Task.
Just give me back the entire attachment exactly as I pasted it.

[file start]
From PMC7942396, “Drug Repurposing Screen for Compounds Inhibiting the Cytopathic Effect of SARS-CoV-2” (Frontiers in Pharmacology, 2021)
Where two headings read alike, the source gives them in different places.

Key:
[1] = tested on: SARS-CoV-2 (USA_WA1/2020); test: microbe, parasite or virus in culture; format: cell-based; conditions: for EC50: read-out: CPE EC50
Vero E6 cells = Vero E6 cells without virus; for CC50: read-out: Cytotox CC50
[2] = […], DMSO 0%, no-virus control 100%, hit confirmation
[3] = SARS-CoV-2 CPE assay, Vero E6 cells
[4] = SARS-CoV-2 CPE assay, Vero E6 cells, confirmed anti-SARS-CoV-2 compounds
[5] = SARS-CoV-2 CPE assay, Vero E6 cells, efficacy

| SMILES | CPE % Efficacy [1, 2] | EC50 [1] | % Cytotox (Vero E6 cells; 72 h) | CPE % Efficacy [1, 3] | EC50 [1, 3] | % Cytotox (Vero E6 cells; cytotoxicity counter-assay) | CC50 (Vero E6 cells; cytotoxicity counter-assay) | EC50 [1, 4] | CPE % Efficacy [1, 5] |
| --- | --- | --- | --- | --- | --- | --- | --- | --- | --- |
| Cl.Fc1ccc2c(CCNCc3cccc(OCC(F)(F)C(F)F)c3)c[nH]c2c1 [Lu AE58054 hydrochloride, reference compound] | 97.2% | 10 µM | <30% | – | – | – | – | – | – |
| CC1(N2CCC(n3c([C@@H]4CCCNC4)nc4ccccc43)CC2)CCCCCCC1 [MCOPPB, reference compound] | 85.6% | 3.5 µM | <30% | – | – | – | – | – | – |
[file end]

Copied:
From PMC7942396, “Drug Repurposing Screen for Compounds Inhibiting the Cytopathic Effect of SARS-CoV-2” (Frontiers in Pharmacology, 2021)
Where two headings read alike, the source gives them in different places.

Key:
[1] = tested on: SARS-CoV-2 (USA_WA1/2020); test: microbe, parasite or virus in culture; format: cell-based; conditions: for EC50: read-out: CPE EC50
Vero E6 cells = Vero E6 cells without virus; for CC50: read-out: Cytotox CC50
[2] = […], DMSO 0%, no-virus control 100%, hit confirmation
[3] = SARS-CoV-2 CPE assay, Vero E6 cells
[4] = SARS-CoV-2 CPE assay, Vero E6 cells, confirmed anti-SARS-CoV-2 compounds
[5] = SARS-CoV-2 CPE assay, Vero E6 cells, efficacy

| SMILES | CPE % Efficacy [1, 2] | EC50 [1] | % Cytotox (Vero E6 cells; 72 h) | CPE % Efficacy [1, 3] | EC50 [1, 3] | % Cytotox (Vero E6 cells; cytotoxicity counter-assay) | CC50 (Vero E6 cells; cytotoxicity counter-assay) | EC50 [1, 4] | CPE % Efficacy [1, 5] |
| --- | --- | --- | --- | --- | --- | --- | --- | --- | --- |
| Cl.Fc1ccc2c(CCNCc3cccc(OCC(F)(F)C(F)F)c3)c[nH]c2c1 [Lu AE58054 hydrochloride, reference compound] | 97.2% | 10 µM | <30% | – | – | – | – | – | – |
| CC1(N2CCC(n3c([C@@H]4CCCNC4)nc4ccccc43)CC2)CCCCCCC1 [MCOPPB, reference compound] | 85.6% | 3.5 µM | <30% | – | – | – | – | – | – |